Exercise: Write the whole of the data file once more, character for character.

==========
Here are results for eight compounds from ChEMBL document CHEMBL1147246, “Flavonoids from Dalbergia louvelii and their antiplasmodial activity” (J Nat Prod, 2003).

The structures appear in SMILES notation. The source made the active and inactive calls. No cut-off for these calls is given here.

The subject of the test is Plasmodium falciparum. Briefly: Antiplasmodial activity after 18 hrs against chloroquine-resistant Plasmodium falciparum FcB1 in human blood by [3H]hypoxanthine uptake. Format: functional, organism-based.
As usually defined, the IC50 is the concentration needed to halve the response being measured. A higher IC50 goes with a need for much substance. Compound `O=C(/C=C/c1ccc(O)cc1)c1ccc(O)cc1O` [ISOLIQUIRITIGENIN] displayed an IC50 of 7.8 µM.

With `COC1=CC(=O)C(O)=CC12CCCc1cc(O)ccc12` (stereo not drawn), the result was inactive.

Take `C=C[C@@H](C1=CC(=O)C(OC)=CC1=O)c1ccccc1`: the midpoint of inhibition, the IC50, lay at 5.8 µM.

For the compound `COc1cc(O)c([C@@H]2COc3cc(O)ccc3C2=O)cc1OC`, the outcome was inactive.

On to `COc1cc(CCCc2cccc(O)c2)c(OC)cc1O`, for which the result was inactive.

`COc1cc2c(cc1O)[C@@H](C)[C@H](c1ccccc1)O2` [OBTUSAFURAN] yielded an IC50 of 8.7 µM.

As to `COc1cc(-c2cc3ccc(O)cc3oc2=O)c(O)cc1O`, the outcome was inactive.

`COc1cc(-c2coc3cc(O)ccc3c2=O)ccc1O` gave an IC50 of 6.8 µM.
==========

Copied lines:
Here are results for eight compounds from ChEMBL document CHEMBL1147246, “Flavonoids from Dalbergia louvelii and their antiplasmodial activity” (J Nat Prod, 2003).

The structures appear in SMILES notation. The source made the active and inactive calls. No cut-off for these calls is given here.

The subject of the test is Plasmodium falciparum. Briefly: Antiplasmodial activity after 18 hrs against chloroquine-resistant Plasmodium falciparum FcB1 in human blood by [3H]hypoxanthine uptake. Format: functional, organism-based.
As usually defined, the IC50 is the concentration needed to halve the response being measured. A higher IC50 goes with a need for much substance. Compound `O=C(/C=C/c1ccc(O)cc1)c1ccc(O)cc1O` [ISOLIQUIRITIGENIN] displayed an IC50 of 7.8 µM.

With `COC1=CC(=O)C(O)=CC12CCCc1cc(O)ccc12` (stereo not drawn), the result was inactive.

Take `C=C[C@@H](C1=CC(=O)C(OC)=CC1=O)c1ccccc1`: the midpoint of inhibition, the IC50, lay at 5.8 µM.

For the compound `COc1cc(O)c([C@@H]2COc3cc(O)ccc3C2=O)cc1OC`, the outcome was inactive.

On to `COc1cc(CCCc2cccc(O)c2)c(OC)cc1O`, for which the result was inactive.

`COc1cc2c(cc1O)[C@@H](C)[C@H](c1ccccc1)O2` [OBTUSAFURAN] yielded an IC50 of 8.7 µM.

As to `COc1cc(-c2cc3ccc(O)cc3oc2=O)c(O)cc1O`, the outcome was inactive.

`COc1cc(-c2coc3cc(O)ccc3c2=O)ccc1O` gave an IC50 of 6.8 µM.